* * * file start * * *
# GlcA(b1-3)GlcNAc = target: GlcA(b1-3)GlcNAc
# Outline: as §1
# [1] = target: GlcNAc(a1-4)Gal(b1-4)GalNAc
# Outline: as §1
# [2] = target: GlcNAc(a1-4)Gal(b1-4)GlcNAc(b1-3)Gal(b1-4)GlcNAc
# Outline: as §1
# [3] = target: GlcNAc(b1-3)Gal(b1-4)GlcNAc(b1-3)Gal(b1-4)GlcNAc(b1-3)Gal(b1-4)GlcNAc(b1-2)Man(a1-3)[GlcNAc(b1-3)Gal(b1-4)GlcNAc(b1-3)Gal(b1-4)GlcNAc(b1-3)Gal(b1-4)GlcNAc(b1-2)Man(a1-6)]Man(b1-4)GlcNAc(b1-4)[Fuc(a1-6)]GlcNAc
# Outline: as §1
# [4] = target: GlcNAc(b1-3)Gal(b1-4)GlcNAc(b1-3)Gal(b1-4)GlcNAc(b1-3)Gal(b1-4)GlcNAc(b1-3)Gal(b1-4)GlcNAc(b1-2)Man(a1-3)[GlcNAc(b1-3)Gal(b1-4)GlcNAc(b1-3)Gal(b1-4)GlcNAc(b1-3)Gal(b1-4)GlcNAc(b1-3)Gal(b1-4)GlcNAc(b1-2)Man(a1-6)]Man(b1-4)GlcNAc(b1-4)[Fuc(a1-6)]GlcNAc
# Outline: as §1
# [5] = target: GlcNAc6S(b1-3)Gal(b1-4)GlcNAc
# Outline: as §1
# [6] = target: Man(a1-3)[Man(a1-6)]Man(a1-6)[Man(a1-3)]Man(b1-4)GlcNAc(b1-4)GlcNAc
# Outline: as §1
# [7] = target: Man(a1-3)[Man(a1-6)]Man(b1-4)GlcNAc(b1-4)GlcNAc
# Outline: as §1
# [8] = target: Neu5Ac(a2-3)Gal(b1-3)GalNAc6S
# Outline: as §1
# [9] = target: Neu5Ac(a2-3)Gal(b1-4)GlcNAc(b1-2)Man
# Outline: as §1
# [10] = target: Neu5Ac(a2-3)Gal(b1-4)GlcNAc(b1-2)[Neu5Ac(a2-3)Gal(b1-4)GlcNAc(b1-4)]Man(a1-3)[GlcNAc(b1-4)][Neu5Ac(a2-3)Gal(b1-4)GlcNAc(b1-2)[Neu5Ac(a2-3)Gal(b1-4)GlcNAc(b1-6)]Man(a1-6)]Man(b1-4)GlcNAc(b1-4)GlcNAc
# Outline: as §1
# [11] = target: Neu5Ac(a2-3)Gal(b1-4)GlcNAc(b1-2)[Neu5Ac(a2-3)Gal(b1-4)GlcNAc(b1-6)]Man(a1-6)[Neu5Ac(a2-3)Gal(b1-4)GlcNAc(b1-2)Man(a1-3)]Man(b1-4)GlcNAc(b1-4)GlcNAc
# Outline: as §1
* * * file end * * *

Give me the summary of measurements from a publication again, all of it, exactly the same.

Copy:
# GlcA(b1-3)GlcNAc = target: GlcA(b1-3)GlcNAc
# Outline: as §1
# [1] = target: GlcNAc(a1-4)Gal(b1-4)GalNAc
# Outline: as §1
# [2] = target: GlcNAc(a1-4)Gal(b1-4)GlcNAc(b1-3)Gal(b1-4)GlcNAc
# Outline: as §1
# [3] = target: GlcNAc(b1-3)Gal(b1-4)GlcNAc(b1-3)Gal(b1-4)GlcNAc(b1-3)Gal(b1-4)GlcNAc(b1-2)Man(a1-3)[GlcNAc(b1-3)Gal(b1-4)GlcNAc(b1-3)Gal(b1-4)GlcNAc(b1-3)Gal(b1-4)GlcNAc(b1-2)Man(a1-6)]Man(b1-4)GlcNAc(b1-4)[Fuc(a1-6)]GlcNAc
# Outline: as §1
# [4] = target: GlcNAc(b1-3)Gal(b1-4)GlcNAc(b1-3)Gal(b1-4)GlcNAc(b1-3)Gal(b1-4)GlcNAc(b1-3)Gal(b1-4)GlcNAc(b1-2)Man(a1-3)[GlcNAc(b1-3)Gal(b1-4)GlcNAc(b1-3)Gal(b1-4)GlcNAc(b1-3)Gal(b1-4)GlcNAc(b1-3)Gal(b1-4)GlcNAc(b1-2)Man(a1-6)]Man(b1-4)GlcNAc(b1-4)[Fuc(a1-6)]GlcNAc
# Outline: as §1
# [5] = target: GlcNAc6S(b1-3)Gal(b1-4)GlcNAc
# Outline: as §1
# [6] = target: Man(a1-3)[Man(a1-6)]Man(a1-6)[Man(a1-3)]Man(b1-4)GlcNAc(b1-4)GlcNAc
# Outline: as §1
# [7] = target: Man(a1-3)[Man(a1-6)]Man(b1-4)GlcNAc(b1-4)GlcNAc
# Outline: as §1
# [8] = target: Neu5Ac(a2-3)Gal(b1-3)GalNAc6S
# Outline: as §1
# [9] = target: Neu5Ac(a2-3)Gal(b1-4)GlcNAc(b1-2)Man
# Outline: as §1
# [10] = target: Neu5Ac(a2-3)Gal(b1-4)GlcNAc(b1-2)[Neu5Ac(a2-3)Gal(b1-4)GlcNAc(b1-4)]Man(a1-3)[GlcNAc(b1-4)][Neu5Ac(a2-3)Gal(b1-4)GlcNAc(b1-2)[Neu5Ac(a2-3)Gal(b1-4)GlcNAc(b1-6)]Man(a1-6)]Man(b1-4)GlcNAc(b1-4)GlcNAc
# Outline: as §1
# [11] = target: Neu5Ac(a2-3)Gal(b1-4)GlcNAc(b1-2)[Neu5Ac(a2-3)Gal(b1-4)GlcNAc(b1-6)]Man(a1-6)[Neu5Ac(a2-3)Gal(b1-4)GlcNAc(b1-2)Man(a1-3)]Man(b1-4)GlcNAc(b1-4)GlcNAc
# Outline: as §1